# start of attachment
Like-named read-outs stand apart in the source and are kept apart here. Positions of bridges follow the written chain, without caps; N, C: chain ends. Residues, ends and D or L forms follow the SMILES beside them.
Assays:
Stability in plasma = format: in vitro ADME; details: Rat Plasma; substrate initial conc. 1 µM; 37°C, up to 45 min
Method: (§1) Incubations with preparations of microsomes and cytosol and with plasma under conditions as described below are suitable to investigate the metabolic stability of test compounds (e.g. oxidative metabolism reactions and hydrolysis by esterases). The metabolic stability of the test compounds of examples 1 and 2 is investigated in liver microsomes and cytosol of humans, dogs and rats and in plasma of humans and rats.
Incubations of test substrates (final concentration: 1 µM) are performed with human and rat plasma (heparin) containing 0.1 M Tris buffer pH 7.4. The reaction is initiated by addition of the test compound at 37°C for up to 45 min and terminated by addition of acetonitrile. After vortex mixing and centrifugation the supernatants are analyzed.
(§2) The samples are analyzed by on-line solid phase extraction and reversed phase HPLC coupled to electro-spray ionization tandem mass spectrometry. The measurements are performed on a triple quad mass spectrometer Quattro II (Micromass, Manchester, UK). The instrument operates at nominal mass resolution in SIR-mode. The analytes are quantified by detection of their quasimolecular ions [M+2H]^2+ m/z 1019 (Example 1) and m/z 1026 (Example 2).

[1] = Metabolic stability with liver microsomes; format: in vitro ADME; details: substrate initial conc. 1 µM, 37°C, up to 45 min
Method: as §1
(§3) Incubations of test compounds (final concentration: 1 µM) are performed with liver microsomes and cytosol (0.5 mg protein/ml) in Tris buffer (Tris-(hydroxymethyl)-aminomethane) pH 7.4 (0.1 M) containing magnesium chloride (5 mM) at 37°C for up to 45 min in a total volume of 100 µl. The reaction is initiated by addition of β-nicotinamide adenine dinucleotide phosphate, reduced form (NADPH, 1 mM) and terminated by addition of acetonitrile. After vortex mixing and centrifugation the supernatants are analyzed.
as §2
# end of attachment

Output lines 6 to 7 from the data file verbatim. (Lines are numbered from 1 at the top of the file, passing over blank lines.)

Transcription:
(§2) The samples are analyzed by on-line solid phase extraction and reversed phase HPLC coupled to electro-spray ionization tandem mass spectrometry. The measurements are performed on a triple quad mass spectrometer Quattro II (Micromass, Manchester, UK). The instrument operates at nominal mass resolution in SIR-mode. The analytes are quantified by detection of their quasimolecular ions [M+2H]^2+ m/z 1019 (Example 1) and m/z 1026 (Example 2).

[1] = Metabolic stability with liver microsomes; format: in vitro ADME; details: substrate initial conc. 1 µM, 37°C, up to 45 min